Kurutuku toshao’s woes continue

After being stranded in the city due to damage to his boat engine, toshao of Kurutuku, Solomon Lewis was further inconvenienced after someone stole the vessel.

It was only yesterday after a week of searching that he recovered the vessel which was partially concealed in the Cuyuni River. “I believe some island people wanted to steal it,” Lewis said. He said that someone had been seen using the vessel. “That person would have steal it if I didn’t move fast,” he said. The leader of the remote Amerindian settlement had hidden the boat in the Cuyuni River after the engine was damaged while he was on his way to the National Toshaos Conference at the end of July.

Since then he was stranded in Georgetown but later went to Bartica to look after the engine. It is still to be repaired because he does not have the funds. Lewis had told Stabroek News that he had raised the issue several times with the Ministry of Amerindian Affairs but was “pushed around”. He said that he was told that the Ministry had no money to repair the boat but was later informed that the Finance Division of the Ministry was looking after this and the process would take a week or so. Lewis said that he obtained a quotation from Mings for the repairs and this amounted to $491,000. “Without the repairs, I wouldn’t be able to reach Kurutuku,” Lewis had said.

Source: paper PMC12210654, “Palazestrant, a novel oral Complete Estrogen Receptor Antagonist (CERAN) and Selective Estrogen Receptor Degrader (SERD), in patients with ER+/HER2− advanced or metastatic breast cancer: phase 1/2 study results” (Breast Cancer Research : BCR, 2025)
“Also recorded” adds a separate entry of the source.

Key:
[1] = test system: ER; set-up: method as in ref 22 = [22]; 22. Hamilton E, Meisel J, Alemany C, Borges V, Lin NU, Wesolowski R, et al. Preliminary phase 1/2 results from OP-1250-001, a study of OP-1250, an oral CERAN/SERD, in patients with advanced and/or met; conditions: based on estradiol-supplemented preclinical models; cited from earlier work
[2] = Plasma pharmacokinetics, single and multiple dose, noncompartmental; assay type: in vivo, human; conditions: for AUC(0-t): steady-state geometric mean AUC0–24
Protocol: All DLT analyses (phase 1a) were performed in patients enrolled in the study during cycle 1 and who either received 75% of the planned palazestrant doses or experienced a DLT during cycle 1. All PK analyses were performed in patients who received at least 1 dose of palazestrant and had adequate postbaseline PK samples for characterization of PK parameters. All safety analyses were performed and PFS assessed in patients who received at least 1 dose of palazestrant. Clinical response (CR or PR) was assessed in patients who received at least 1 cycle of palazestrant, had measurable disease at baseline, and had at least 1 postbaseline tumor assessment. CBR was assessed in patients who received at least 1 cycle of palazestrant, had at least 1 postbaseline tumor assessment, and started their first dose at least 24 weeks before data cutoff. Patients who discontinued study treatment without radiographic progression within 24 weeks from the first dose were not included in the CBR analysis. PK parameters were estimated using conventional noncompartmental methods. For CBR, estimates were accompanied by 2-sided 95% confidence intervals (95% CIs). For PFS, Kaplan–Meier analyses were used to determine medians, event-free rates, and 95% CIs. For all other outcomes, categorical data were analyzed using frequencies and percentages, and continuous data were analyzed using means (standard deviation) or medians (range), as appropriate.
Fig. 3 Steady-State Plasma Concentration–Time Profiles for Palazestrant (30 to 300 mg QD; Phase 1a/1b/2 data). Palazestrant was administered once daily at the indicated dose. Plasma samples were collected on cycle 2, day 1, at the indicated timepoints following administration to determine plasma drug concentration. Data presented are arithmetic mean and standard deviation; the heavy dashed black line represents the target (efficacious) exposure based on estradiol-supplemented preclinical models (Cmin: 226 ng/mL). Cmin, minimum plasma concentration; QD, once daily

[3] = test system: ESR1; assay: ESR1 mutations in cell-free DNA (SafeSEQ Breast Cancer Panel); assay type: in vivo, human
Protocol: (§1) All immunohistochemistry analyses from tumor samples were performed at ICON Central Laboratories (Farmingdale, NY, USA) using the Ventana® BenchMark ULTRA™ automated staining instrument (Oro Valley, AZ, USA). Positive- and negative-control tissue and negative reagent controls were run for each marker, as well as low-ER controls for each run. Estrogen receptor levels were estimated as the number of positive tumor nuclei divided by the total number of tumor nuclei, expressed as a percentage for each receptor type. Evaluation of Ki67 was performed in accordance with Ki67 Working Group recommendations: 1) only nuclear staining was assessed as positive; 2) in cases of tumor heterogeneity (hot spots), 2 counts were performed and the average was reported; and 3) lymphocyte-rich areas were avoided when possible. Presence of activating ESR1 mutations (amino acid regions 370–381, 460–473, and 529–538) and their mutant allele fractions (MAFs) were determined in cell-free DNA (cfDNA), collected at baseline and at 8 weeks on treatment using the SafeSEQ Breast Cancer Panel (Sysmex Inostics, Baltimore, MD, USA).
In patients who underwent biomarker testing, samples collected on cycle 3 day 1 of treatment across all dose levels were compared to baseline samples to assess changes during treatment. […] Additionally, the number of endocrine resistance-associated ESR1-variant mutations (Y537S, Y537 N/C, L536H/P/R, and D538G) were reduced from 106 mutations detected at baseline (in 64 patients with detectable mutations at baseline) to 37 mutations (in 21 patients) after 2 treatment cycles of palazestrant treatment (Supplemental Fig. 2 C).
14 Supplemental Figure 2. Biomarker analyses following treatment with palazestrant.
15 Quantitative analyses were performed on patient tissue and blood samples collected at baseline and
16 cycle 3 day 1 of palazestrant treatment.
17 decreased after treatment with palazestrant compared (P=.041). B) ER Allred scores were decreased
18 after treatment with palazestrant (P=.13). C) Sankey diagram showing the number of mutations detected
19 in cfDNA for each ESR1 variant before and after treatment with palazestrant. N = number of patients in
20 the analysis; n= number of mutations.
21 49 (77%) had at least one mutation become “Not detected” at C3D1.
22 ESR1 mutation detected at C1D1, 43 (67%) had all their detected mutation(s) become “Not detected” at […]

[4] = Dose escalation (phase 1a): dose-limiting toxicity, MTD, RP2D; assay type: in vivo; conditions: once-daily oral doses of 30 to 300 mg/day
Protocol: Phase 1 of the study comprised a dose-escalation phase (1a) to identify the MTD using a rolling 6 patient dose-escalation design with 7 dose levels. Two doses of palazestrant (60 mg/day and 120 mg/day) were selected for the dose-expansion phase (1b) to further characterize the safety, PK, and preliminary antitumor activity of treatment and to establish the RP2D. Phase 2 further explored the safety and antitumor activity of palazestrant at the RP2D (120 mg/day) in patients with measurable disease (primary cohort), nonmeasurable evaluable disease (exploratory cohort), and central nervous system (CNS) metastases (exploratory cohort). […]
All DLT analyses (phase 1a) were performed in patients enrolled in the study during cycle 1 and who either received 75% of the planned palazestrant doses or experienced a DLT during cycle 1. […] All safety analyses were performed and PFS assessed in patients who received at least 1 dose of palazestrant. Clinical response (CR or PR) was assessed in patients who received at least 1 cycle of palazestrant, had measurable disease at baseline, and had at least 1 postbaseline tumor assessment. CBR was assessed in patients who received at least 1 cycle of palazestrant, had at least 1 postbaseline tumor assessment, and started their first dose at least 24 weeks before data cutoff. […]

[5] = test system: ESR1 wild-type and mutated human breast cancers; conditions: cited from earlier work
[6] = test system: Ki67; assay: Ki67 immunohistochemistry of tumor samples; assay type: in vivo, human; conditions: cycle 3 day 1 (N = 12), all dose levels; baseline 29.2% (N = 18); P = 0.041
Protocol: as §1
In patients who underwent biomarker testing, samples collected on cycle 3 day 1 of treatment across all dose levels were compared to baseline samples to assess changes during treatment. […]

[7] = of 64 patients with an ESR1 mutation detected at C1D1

Solomon Lewis

Yesterday, he said that after an article appeared in the Stabroek News about his plight, the Ministry contacted him and said that they were ready to assist him. He said that the person said that they wanted to see him but he explained that he was in Bartica trying to get the boat to the community. “They tell me they want to know where I was and I said you know my position,” he recalled. But he then discovered that the boat was missing and spent the last several days looking for it. The boat was not damaged, he said.

Lewis said that paying for his accommodation and other expenses had exhausted his finances and now that he has found the boat, he cannot afford to travel from Bartica to Georgetown. He said that he has contacted his family and asked that they send some money for him following which he will return to the city to meet with the Ministry.

The village leader said that he could not have returned to the village without the boat because it is the only means of transportation there. “If I go back to the village (without the boat) we would be without transportation…if somebody get sick we wouldn’t be able to get that person to where there is any medical service,” he said.

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